The opinions and statements of this poster are largely based on facts and portray a possible version of the actual events.

  2. #2
    steveinindy's Avatar
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    Frank, you just started the thread I was dreading when I read through the magazine. Any mention of any sort of non-VFR operations tends to have the same effect on many members of this forum as walking up and kicking a male pitbull between it's hind legs. In other words, things get really ugly and really messy really quickly. Then again, back when I was training for my PPL up in Michigan, my instructor drilled it into my head that you have a planned departure alternate, enroute alternates along the flight path and then a destination alternate so that if anything goes wrong (weather, mechanical or just the "hairs on the back of your neck") you know where you're going and what to expect (frequencies, runways, approaches, etc). Probably a little much for your fair weather "only flies on Sunday afternoons" type of pilot but if you're going any considerable distance by GA, it doesn't hurt to have such plans. It minimizes the stress level and work load if something goes awry.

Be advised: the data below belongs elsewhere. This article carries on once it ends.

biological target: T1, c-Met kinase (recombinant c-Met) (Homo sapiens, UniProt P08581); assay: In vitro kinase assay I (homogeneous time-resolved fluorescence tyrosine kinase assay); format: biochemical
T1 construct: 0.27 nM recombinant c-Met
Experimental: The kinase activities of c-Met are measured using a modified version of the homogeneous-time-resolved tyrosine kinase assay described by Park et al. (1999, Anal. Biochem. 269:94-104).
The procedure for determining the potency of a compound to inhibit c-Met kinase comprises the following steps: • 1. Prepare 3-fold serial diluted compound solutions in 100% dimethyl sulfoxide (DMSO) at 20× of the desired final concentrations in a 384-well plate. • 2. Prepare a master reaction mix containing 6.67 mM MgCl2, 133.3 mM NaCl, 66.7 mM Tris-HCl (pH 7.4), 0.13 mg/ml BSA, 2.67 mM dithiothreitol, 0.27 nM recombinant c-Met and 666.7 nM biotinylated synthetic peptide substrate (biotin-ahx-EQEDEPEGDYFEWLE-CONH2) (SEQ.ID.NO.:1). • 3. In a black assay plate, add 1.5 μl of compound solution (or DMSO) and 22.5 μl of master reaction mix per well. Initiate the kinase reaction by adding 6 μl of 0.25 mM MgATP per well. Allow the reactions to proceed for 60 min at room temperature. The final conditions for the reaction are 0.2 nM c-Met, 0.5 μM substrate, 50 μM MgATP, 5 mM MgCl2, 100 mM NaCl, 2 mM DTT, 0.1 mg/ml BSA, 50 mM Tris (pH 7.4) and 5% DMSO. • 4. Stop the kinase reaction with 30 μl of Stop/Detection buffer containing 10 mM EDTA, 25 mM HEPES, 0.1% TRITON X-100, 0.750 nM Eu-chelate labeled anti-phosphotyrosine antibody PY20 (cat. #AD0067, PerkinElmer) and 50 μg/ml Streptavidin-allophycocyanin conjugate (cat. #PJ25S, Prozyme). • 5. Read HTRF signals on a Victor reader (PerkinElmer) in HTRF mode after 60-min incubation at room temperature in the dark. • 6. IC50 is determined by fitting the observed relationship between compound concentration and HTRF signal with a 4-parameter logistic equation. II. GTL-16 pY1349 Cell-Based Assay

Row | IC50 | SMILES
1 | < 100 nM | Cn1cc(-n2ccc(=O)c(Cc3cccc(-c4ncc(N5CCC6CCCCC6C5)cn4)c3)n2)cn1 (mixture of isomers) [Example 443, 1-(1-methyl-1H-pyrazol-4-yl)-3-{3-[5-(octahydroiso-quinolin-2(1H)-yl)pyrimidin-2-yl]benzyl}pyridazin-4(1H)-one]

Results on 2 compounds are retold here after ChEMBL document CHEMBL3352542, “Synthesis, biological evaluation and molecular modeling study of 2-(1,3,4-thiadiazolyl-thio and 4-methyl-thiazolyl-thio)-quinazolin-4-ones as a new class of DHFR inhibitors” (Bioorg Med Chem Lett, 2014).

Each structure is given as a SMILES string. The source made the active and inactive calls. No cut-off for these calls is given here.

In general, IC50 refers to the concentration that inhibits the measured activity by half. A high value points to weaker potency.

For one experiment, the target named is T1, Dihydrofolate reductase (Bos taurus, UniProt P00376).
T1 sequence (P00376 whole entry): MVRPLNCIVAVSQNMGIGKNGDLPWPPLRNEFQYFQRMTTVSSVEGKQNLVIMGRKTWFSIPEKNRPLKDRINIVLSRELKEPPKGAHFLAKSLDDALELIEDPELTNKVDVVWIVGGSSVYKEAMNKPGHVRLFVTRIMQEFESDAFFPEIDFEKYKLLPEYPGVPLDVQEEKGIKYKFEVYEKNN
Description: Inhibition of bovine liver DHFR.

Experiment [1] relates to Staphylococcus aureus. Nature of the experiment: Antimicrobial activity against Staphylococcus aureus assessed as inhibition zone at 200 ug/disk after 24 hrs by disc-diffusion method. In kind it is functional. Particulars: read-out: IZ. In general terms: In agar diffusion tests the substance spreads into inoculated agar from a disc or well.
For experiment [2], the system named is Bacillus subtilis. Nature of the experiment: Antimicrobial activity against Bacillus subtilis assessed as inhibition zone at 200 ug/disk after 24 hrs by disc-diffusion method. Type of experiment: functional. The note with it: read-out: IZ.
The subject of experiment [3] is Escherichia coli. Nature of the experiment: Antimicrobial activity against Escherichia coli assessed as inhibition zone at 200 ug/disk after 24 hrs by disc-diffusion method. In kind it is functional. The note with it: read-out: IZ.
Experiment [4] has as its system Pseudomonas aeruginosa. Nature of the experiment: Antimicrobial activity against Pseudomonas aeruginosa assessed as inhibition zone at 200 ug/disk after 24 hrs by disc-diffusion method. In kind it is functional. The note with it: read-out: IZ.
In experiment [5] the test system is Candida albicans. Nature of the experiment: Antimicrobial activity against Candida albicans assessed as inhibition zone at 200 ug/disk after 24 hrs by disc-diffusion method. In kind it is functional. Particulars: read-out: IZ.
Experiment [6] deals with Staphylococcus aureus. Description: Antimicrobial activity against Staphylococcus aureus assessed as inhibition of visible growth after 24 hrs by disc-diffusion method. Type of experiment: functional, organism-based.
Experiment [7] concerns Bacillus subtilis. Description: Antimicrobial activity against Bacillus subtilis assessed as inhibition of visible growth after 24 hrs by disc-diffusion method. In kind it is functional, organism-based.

I am going to go get my popcorn. Be back shortly. LOL
    Last edited by steveinindy; 06-09-2013 at 03:11 AM.
    Unfortunately in science what you believe is irrelevant.

    "I'm an old-fashioned Southern Gentleman. Which means I can be a cast-iron son-of-a-***** when I want to be."- Robert A. Heinlein.



  3. #3

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    Well, I'm hoping for something a bit more sage, Steve....and we've plenty of experienced, reasoned people around to produce dispassionate discourse.

    What caught my attention was Mac suggesting to intentionally go for a diversion towards an end destination based on a forecast of crappy weather, with a go-no go decision once one gets there. Mac's point that for as many good forecasts that go bad there are many forecasts for bad weather that turn out to be good weather hits home as well.

    I'm batting 700 on using my "weather gut" and showing up to the airfield when by the computers said it would be out of my skill set and it being okay. Then again I fly mostly local and have no compunction about hightailing it to the safety of a hangar at the hint of weather trouble.

    Nothing like racking up a whopping .3 hours of flight time of touch-and-goes because the ceiling suddenly drops to just above pattern altitude. Or having the weather gut be completely wrong and the scientists right and making a two and a half hour round trip in my truck to drink coffee and grouse about zero-zero.